Sunday, November 18, 2012

Does Alcohol Tolerance Mean Anything? -from John in Eden Prairie, MN

Here's John's full question on alcohol tolerance: 

1)   What is the physical mechanism by which drunkenness occurs, and how does a person’s alcohol tolerance play into that?

2)   If a person with a high alcohol tolerance consumed 6 beers, and another person of similar body composition with a low alcohol tolerance consumed 6 beers, would both people’s blood alcohol content be relatively similar?  i.e. Does a person’s tolerance affect alcohol absorption in the body or does it change the person’s reaction (drunkenness) to alcohol in the body?

John, thanks for the fun alcohol question!  Your questions are all about the pharmacology and metabolism of alcohol.  First, some important points about alcohol - it is a small molecule drug that is quickly absorbed in the gastrointestinal tract, and undergoes metabolism in the liver.  People have been consuming alcohol for ages.  Alcohol is one of the first anesthetics used for surgery before the discovery of modern anesthetics.  Surgeons would get people drunk enough to pass out or be disoriented for limb amputations or the like.  Alcohol also thins the blood - so those unfortunate patients were in danger of bleeding out during those surgeries.

 Alcohol has a complicated metabolic pathway, and is broken down by numerous different enzymes to several byproducts.  "Drunkeness" occurs via alcohol's effects on the the brain - alcohol binds the opiate receptors in neurons and impacts the release and re-release of dopamine.  Heroin, cocaine, and other addictive drugs also affect the opiate receptors.  That is a common feature between drugs of addiction.  That's where the "fun" part of alcohol comes into play - euphoric feelings, boisterousness, in other words, happy drunks because of altered dopamine release.  The physical effects of alcohol - dizziness, memory loss, vomiting, headache, sleepiness or lack of sleep, etc. are also partly due to alcohol's effects on the brain.  However, the byproducts of alcohol, such as acetaldehyde and lactic acid, contribute in a big way to alcohol's unpleasant effects.  Those are the two biggies that give you a hangover, make you feel sick.  Athletes get lactic acid build-up in muscles during tough, long work-outs - and sore muscles or "hitting the wall" can result from too much lactic acid.  A night of heavy drinking can cause lactic acid build-up throughout the body, causing all those unpleasant physical effects.  Alcohol metabolism also interferes with the natural breakdown of other wastes through competition with liver resources.   Hopefully that answered your first question.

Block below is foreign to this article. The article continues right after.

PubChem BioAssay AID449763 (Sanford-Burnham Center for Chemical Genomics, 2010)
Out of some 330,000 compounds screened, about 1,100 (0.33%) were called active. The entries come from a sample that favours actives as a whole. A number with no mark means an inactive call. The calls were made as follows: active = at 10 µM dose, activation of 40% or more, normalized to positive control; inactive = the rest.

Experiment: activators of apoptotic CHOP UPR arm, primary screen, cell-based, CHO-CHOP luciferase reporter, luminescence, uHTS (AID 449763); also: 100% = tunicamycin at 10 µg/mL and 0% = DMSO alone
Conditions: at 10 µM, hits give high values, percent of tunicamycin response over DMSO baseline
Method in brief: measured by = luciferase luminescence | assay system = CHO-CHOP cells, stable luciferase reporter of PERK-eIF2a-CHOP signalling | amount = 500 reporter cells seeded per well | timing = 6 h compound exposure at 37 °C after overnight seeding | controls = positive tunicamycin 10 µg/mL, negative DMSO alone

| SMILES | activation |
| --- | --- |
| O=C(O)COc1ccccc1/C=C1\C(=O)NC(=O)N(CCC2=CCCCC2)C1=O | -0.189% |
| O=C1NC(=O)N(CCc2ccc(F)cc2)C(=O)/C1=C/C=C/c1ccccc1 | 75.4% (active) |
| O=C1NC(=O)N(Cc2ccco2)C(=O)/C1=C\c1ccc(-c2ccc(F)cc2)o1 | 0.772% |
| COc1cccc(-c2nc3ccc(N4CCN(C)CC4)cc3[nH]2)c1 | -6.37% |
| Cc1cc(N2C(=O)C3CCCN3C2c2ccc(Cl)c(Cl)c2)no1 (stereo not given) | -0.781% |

Now - about differences between people who drink similar amounts of alcohol.  The two characteristics that have the biggest impact on drunkeness are body weight and amount of food consumed prior to drinking.  Bigger people have a larger volume with which to dilute the alcohol they consume, and a full stomach slows down alcohol absorption, allowing natural alcohol metabolism to "keep up" with the rate of drinking.  Everyone gets drunk faster on an empty stomach.  Individual variations come from genetic factors or subjective experiences.  Men tend to metabolize alcohol faster than women, so a man and a woman of the same body weight, eating the same meal, drinking the same drinks, will usually result in the woman being a bit more tipsy.  Aside from that, people have genetic variations in cytochrome P450 enzymes - some of the liver enzymes involved in alcohol breakdown.  Some CYP450 variants are "fast" variants or "slow" variants.  Some people with fast CYP450 variants have to be dosed with higher amounts of prescription meds for serious illnesses.  Also, other over-the-counter drugs and even foods can stimulate CYP450 production, making your liver more or less "prepared" to metabolize alcohol.